Of the former Soviet republics, Georgia is prominent as a testing ground for bioweapons. The Lugar Center, named after US Senator Richard Lugar, 17 kilometers from the US military airbase Vaziani, near the capital Tbilisi, employs biologists from the US Army Medical Research Unit-Georgia (USAMRU-G) and private contractors. The US federal contracts registry consulted by Gaytandzhieva reveals that research included work on biological agents such as anthrax and tularaemia as well as viral diseases (e.g. Crimean-Congo Haemorrhagic Fever, CCHF, a variety of haemorrhagic Dengue fever). In the run-up to the US invasion of Afghanistan CCHF emerged among civilians there (and in Pakistan) (Madsen 2016).
The outsourcing of research to private contractors by the DTRA has the advantage of by-passing Congressional control and removes it from legal constraints. Gaytandzhieva identified three private American companies that work at the US bio-laboratory in the Georgian capital, Tbilisi: CH2M Hill, Battelle and Metabiota. Diplomatic status for all researchers under the 2002 US-Georgia Agreement on defensecooperation also grants them immunity from Georgian law enforcement. In addition to the Pentagon, the private contractors perform research for the CIA and various other US government agencies. CH2M Hill also has DTRA contracts for work in Uganda, Tanzania, Iraq, Afghanistan, and South East Asia, but the Georgian contract, at half the total, is the largest. In 2014 The Lugar Center in Georgia was equipped with an insect facility, which among other things may have had a connection with the fact that Tbilisi has been infested with biting flies since 2015. Flies similar to those in Georgia have appeared in neighboring Dagestan (Russia). Also in 2014, under another DTRA project a tropical mosquito Aedes albopictus appeared in Georgia as well in the Krasnodar region in Russia and in Turkey (Gaytandzhieva 2018).
Bio-warfare scientists also work for Battelle Memorial Institute, a subcontractor at the Lugar Centre. It has bio laboratories working for the Pentagon and other US government agencies in a number of other countries, and ranks 23 on the Top 100 US government contractors list. It also worked with the CIA, on a project to reconstruct and test Soviet-era anthrax bomblets. Metabiota Inc., finally, also had contracts under the Pentagon’s DTRA program in Georgia and Ukraine for scientific and technical consulting. Its work was concentrated in global field-based biological threat research, pathogen discovery, outbreak response and clinical trials. During the Ebola crisis in West Africa it was awarded a large contract for work in Sierra Leone, one of the countries at the center of the epidemic in 2012-’15.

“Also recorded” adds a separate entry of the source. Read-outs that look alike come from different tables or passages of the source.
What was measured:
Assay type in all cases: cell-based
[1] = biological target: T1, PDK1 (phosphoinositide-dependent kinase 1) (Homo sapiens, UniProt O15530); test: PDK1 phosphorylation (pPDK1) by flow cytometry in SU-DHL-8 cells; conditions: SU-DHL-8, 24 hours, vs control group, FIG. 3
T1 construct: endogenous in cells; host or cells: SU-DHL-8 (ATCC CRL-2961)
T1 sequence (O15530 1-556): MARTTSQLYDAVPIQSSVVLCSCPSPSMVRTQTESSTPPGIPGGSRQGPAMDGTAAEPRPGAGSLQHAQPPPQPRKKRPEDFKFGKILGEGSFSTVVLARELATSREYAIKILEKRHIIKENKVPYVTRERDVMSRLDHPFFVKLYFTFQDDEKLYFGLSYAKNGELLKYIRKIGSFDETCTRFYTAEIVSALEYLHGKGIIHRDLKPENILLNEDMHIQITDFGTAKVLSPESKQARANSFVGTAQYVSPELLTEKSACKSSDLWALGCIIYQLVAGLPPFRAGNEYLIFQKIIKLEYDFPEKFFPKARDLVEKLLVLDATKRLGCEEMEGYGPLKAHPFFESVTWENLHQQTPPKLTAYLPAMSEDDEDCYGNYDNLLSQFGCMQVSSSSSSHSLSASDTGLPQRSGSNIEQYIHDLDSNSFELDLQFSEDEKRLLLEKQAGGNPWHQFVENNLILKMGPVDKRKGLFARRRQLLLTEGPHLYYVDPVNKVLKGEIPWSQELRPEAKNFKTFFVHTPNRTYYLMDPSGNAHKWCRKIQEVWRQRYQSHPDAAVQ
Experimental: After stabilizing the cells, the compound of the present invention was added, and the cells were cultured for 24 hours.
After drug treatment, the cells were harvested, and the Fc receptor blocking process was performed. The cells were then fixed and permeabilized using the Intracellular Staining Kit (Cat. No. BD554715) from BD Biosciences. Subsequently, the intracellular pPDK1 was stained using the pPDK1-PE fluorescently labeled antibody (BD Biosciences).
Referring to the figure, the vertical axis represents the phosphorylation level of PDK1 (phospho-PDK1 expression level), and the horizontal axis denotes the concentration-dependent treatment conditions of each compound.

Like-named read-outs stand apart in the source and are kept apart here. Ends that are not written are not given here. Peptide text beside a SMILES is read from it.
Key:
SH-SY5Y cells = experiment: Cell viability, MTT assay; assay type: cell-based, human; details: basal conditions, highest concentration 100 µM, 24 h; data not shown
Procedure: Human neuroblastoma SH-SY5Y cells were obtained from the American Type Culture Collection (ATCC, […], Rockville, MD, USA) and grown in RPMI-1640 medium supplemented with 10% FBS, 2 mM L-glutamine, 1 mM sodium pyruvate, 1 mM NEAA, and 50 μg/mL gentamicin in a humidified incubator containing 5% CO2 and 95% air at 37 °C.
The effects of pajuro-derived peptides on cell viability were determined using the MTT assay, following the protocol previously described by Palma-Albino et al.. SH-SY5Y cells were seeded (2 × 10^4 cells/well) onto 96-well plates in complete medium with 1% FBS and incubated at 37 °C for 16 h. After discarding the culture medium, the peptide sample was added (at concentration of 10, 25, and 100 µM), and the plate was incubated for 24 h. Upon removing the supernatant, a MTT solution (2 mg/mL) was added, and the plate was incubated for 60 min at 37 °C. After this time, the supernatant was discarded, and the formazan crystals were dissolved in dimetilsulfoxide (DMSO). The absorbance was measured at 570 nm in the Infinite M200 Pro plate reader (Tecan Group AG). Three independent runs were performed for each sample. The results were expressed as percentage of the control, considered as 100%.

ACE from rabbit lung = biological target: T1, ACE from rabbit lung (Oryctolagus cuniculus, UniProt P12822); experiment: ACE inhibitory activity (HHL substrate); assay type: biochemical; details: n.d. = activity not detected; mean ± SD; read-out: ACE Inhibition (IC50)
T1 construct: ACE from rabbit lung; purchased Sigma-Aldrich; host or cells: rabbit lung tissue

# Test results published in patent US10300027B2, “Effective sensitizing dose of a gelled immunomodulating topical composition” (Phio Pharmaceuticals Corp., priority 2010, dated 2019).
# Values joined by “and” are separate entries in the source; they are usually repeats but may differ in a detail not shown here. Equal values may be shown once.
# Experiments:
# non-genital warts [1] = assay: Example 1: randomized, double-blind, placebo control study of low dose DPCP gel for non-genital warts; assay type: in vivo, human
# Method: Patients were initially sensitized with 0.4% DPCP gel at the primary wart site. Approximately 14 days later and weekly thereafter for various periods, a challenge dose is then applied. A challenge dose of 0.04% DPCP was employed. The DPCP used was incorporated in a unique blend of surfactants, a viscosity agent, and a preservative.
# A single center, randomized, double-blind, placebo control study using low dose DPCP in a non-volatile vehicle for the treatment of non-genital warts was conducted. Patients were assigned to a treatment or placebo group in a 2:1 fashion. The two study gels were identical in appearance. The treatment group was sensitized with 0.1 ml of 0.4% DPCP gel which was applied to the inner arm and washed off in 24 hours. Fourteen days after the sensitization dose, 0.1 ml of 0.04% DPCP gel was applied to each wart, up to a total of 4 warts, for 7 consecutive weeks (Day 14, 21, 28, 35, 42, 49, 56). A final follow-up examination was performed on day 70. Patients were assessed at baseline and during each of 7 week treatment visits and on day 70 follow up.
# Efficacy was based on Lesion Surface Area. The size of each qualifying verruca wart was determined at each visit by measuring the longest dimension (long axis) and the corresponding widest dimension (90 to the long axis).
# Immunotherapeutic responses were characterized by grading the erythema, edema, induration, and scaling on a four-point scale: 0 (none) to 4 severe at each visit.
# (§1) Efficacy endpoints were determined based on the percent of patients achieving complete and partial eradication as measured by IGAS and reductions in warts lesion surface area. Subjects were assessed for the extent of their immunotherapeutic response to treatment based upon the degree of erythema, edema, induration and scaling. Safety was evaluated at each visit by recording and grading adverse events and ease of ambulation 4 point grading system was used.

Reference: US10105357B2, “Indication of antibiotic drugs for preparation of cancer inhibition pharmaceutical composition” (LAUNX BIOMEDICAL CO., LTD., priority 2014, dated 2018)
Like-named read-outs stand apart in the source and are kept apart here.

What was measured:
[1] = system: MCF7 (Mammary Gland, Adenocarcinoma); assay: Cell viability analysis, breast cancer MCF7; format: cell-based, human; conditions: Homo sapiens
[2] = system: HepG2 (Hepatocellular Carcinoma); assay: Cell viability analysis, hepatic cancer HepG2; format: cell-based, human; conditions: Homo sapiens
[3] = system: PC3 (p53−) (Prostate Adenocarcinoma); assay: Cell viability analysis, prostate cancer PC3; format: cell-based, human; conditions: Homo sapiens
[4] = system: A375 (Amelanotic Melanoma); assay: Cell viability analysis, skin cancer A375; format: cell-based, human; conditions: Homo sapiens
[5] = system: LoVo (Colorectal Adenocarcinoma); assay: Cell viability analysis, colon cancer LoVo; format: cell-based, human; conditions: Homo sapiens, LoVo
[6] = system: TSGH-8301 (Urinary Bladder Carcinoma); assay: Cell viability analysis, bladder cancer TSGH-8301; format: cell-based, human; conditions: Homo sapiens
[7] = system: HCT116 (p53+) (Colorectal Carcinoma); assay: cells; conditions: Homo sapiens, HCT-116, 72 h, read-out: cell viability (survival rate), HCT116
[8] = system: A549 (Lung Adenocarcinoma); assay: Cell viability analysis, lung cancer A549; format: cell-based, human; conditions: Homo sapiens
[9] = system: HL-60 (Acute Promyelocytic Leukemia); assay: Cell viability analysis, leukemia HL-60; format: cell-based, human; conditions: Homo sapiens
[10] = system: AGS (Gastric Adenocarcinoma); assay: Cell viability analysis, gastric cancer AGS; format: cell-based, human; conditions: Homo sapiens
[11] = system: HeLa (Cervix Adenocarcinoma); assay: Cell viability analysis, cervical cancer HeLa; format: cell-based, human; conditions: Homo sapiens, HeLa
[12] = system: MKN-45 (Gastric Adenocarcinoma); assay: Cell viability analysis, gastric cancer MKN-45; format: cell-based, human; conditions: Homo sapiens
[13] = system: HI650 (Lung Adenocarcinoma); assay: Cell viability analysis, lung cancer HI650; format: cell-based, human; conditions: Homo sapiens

Besides Georgia, Ukraine, another former Soviet republic bordering on Russia, also hosts US bio-warfare experiments. DTRA has funded eleven bio-laboratories in the country, over which Kiev has no control. In 2005, an agreement between the Pentagon and the Ministry of Health of Ukraine was concluded which prohibits the government in Kiev ‘from public disclosure of sensitive information about the US program and Ukraine is obliged to transfer to the US Department of Defense (DoD) dangerous pathogens for biological research. The Pentagon has been granted access to certain state secrets of Ukraine in connection with the projects under their agreement’ (Gaytandzhieva 2018). One of the Pentagon laboratories is located in Kharkiv, where in January 2016 at least 20 Ukrainian soldiers of a flu-like virus infection in two days, and 200 more were hospitalized, but Kiev did not report this incident. In March 2016, across Ukraine, 364 deaths were reported, mostly caused by Swine Flu A (H1N1), which according to intelligence from the Donetsk authorities leading the separatist rebellion there, was due to leakage from the US bio lab in Kharkiv. A suspicious spread of Hepatitis A infection in the south-east of Ukraine, where most of the US labs are located, as well as cases of cholera, was reported to have been caused by contaminated drinking water.
Finally, a new, highly virulent variety of the cholera agent Vibrio cholera, with a marked genetic similarity to the strains reported in Ukraine, hit Moscow in 2014. According to a Russian Research Anti-Plague Institute study in that year, the strain isolated in Moscow was similar to the bacteria which caused the epidemic in neighboring Ukraine. Still according to Gaytandzhieva, Southern Research Institute, one of the US contractors working at the bio-laboratories in Ukraine, has projects on cholera, as well as on influenza and zika—all pathogens of military importance to the Pentagon.